Monday, November 18, 2013

World Unwar: Part 2

Greensboro, North Carolina – In the last several hundred years, our planet has gone through major revolutions in thought, in organization, and technology. We went suddenly from our fastest form of communication being a galloping horse, to being able to send messages to people on the other side of the world within seconds. The world has gone digital. Information is within reach of anyone. We can instantly find out when Queen Elisabeth I was born, and who won the super bowl twenty years ago. We can build skyscrapers over a hundred stories high; we can send a man to the moon and bring him back alive. 
And yet mankind still goes to war.
Like the monkeys in the jungles who crash each other’s brains in with sticks, we make war, just with more sophisticated sticks. It is an unfortunate reality. There are still those nations in the world who will not listen to reason. Who are ready to blow up their nearest neighbors to make points, and there are groups who kill to make statements. Technology has made mankind no better.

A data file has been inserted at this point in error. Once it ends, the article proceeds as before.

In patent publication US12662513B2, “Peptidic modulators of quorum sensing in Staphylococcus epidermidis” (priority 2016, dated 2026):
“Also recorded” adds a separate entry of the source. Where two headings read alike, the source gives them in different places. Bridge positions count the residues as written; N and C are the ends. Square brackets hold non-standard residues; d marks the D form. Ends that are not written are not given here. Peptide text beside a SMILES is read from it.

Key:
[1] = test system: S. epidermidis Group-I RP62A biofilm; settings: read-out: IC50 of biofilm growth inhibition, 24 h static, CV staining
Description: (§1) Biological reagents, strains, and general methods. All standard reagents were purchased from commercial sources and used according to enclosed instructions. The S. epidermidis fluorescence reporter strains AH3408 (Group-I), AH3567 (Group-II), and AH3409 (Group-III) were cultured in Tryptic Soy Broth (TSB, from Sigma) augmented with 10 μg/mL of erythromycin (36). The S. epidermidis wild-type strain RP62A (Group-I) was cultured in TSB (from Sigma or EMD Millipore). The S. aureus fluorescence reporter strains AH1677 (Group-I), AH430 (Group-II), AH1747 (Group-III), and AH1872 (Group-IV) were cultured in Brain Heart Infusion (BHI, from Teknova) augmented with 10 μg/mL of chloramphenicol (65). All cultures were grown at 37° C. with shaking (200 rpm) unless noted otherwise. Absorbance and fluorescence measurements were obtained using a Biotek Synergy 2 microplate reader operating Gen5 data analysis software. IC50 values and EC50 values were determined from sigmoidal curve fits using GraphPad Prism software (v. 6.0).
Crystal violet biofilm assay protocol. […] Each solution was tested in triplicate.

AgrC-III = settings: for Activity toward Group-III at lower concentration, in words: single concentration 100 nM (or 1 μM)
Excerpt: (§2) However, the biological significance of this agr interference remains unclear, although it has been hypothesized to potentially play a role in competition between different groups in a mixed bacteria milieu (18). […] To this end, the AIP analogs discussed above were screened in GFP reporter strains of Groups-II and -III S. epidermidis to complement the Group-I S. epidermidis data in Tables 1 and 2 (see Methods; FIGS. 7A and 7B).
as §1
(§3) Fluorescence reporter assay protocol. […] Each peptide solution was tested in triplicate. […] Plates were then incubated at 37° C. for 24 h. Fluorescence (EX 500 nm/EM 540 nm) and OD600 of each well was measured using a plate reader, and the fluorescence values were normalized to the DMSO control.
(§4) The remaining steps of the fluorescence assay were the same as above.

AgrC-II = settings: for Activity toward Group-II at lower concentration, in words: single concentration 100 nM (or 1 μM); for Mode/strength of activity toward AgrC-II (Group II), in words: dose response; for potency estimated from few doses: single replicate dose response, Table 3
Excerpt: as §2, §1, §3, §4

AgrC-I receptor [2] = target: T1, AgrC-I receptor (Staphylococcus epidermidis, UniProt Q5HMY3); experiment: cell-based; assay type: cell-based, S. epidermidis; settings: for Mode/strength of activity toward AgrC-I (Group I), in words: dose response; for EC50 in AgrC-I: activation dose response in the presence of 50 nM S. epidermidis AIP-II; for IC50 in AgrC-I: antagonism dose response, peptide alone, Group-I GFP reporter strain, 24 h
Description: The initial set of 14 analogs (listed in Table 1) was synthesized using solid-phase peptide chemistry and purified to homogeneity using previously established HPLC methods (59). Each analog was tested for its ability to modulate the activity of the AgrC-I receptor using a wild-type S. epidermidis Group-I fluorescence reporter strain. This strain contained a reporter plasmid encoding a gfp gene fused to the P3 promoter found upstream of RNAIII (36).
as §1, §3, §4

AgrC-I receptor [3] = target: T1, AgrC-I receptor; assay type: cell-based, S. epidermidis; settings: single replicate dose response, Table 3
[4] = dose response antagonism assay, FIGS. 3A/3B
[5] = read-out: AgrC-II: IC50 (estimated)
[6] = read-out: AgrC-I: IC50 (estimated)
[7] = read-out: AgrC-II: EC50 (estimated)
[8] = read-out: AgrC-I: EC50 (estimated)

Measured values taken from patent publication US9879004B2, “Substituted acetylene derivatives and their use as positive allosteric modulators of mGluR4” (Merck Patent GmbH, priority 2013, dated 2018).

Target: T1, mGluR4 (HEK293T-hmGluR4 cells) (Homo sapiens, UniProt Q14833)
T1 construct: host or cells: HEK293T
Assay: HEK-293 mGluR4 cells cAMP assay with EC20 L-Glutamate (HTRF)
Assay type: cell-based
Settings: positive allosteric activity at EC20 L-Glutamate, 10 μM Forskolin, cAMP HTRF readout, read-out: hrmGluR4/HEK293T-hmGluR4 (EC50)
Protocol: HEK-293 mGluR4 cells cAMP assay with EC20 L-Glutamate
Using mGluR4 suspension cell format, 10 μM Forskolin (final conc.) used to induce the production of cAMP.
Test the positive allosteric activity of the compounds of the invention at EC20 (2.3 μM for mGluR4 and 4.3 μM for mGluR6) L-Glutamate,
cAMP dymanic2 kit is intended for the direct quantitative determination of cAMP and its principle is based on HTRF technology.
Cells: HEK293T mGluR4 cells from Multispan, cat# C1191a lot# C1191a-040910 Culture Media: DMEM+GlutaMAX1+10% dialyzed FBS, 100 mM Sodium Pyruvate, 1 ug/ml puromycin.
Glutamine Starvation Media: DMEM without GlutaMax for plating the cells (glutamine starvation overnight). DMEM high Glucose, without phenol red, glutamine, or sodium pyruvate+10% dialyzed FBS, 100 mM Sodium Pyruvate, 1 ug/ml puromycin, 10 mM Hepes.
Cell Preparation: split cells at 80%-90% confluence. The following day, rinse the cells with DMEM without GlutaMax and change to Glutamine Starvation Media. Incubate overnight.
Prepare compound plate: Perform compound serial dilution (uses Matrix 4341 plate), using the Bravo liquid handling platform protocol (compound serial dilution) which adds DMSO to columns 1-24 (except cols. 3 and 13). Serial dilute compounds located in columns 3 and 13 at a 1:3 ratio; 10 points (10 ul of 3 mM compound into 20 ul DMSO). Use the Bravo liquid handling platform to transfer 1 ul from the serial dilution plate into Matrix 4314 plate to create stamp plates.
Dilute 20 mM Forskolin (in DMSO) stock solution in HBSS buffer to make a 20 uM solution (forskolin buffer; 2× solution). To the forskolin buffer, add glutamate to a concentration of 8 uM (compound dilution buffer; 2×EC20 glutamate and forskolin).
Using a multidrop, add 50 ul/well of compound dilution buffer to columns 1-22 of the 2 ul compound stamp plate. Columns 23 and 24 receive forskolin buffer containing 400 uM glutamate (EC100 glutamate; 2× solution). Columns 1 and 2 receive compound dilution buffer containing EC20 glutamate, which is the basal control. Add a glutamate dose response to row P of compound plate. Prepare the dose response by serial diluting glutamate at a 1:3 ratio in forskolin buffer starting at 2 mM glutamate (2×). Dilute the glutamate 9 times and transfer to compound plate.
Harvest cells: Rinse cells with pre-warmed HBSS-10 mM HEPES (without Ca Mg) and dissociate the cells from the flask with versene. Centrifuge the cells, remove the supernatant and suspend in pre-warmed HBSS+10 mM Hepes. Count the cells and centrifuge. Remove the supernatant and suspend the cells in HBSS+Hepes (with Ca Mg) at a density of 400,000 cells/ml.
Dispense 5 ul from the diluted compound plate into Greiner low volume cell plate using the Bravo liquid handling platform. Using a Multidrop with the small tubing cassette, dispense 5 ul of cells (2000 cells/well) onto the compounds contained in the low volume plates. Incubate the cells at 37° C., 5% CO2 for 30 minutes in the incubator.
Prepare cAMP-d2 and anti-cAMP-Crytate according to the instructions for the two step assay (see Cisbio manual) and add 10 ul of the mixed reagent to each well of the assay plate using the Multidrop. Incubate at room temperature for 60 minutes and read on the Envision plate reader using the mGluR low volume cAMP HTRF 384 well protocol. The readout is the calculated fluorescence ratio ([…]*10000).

When wars end, their consequences do not. The boys do not all come home. The destruction takes years to clean up. In Europe, in some places, farmers must plough their fields with bombproof bottoms on their equipment because of the mines and undetonated shells and bombs that still lie there from World War I.
We must find ways to avoid war. Many nations, groups and individuals still have time bombs lying beneath the national physic. Old prejudices that this color is better than that, or that those of this denomination should all be run out of town or that if you speak a certain language you must be inferior. These are things that need to be talked through, if at all possible, with every other measure than war.
The reason this article is called World Unwar is because there are those that believe that World Peace is something only evil people would seek. Such as the Scriptural Antichrist. However, a call for world peace is not a call for a single one world government, it is something that Christ called for when he said that the greatest duty of man, after loving God, was to love his neighbor.

Andrew C. Abbott

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